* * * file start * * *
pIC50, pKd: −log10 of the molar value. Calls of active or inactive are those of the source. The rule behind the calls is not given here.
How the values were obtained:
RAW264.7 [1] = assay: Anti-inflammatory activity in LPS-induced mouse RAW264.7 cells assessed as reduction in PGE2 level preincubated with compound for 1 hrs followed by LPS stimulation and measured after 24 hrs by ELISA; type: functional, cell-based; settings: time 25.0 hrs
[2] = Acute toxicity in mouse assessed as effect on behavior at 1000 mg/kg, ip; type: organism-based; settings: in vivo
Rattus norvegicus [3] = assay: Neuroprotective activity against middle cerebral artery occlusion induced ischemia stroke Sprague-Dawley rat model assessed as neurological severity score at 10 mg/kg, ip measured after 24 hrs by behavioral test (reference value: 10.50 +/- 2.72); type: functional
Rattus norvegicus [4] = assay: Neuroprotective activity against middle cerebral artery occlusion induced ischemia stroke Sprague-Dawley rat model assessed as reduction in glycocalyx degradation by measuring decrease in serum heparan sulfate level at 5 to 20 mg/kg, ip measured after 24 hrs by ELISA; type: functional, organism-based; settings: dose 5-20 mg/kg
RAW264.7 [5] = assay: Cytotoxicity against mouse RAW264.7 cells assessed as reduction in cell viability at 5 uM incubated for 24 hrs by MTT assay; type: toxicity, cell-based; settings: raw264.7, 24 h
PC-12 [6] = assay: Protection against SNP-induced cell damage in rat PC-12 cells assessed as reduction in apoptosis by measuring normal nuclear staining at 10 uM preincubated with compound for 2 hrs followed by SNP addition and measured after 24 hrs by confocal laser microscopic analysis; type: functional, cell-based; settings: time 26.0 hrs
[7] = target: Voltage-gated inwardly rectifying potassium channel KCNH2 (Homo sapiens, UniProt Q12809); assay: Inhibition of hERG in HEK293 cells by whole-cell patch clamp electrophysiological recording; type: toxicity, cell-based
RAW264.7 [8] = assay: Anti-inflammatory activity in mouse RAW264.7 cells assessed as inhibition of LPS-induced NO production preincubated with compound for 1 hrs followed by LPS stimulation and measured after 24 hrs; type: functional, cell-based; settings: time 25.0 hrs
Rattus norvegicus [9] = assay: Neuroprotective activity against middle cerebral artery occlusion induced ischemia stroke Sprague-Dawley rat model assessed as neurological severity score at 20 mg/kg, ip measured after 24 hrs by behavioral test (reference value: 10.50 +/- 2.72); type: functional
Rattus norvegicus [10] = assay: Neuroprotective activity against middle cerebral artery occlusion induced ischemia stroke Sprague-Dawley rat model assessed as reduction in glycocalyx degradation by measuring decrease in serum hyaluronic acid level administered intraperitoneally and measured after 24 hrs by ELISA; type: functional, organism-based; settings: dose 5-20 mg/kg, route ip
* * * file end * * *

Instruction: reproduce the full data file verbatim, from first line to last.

pIC50, pKd: −log10 of the molar value. Calls of active or inactive are those of the source. The rule behind the calls is not given here.
How the values were obtained:
RAW264.7 [1] = assay: Anti-inflammatory activity in LPS-induced mouse RAW264.7 cells assessed as reduction in PGE2 level preincubated with compound for 1 hrs followed by LPS stimulation and measured after 24 hrs by ELISA; type: functional, cell-based; settings: time 25.0 hrs
[2] = Acute toxicity in mouse assessed as effect on behavior at 1000 mg/kg, ip; type: organism-based; settings: in vivo
Rattus norvegicus [3] = assay: Neuroprotective activity against middle cerebral artery occlusion induced ischemia stroke Sprague-Dawley rat model assessed as neurological severity score at 10 mg/kg, ip measured after 24 hrs by behavioral test (reference value: 10.50 +/- 2.72); type: functional
Rattus norvegicus [4] = assay: Neuroprotective activity against middle cerebral artery occlusion induced ischemia stroke Sprague-Dawley rat model assessed as reduction in glycocalyx degradation by measuring decrease in serum heparan sulfate level at 5 to 20 mg/kg, ip measured after 24 hrs by ELISA; type: functional, organism-based; settings: dose 5-20 mg/kg
RAW264.7 [5] = assay: Cytotoxicity against mouse RAW264.7 cells assessed as reduction in cell viability at 5 uM incubated for 24 hrs by MTT assay; type: toxicity, cell-based; settings: raw264.7, 24 h
PC-12 [6] = assay: Protection against SNP-induced cell damage in rat PC-12 cells assessed as reduction in apoptosis by measuring normal nuclear staining at 10 uM preincubated with compound for 2 hrs followed by SNP addition and measured after 24 hrs by confocal laser microscopic analysis; type: functional, cell-based; settings: time 26.0 hrs
[7] = target: Voltage-gated inwardly rectifying potassium channel KCNH2 (Homo sapiens, UniProt Q12809); assay: Inhibition of hERG in HEK293 cells by whole-cell patch clamp electrophysiological recording; type: toxicity, cell-based
RAW264.7 [8] = assay: Anti-inflammatory activity in mouse RAW264.7 cells assessed as inhibition of LPS-induced NO production preincubated with compound for 1 hrs followed by LPS stimulation and measured after 24 hrs; type: functional, cell-based; settings: time 25.0 hrs
Rattus norvegicus [9] = assay: Neuroprotective activity against middle cerebral artery occlusion induced ischemia stroke Sprague-Dawley rat model assessed as neurological severity score at 20 mg/kg, ip measured after 24 hrs by behavioral test (reference value: 10.50 +/- 2.72); type: functional
Rattus norvegicus [10] = assay: Neuroprotective activity against middle cerebral artery occlusion induced ischemia stroke Sprague-Dawley rat model assessed as reduction in glycocalyx degradation by measuring decrease in serum hyaluronic acid level administered intraperitoneally and measured after 24 hrs by ELISA; type: functional, organism-based; settings: dose 5-20 mg/kg, route ip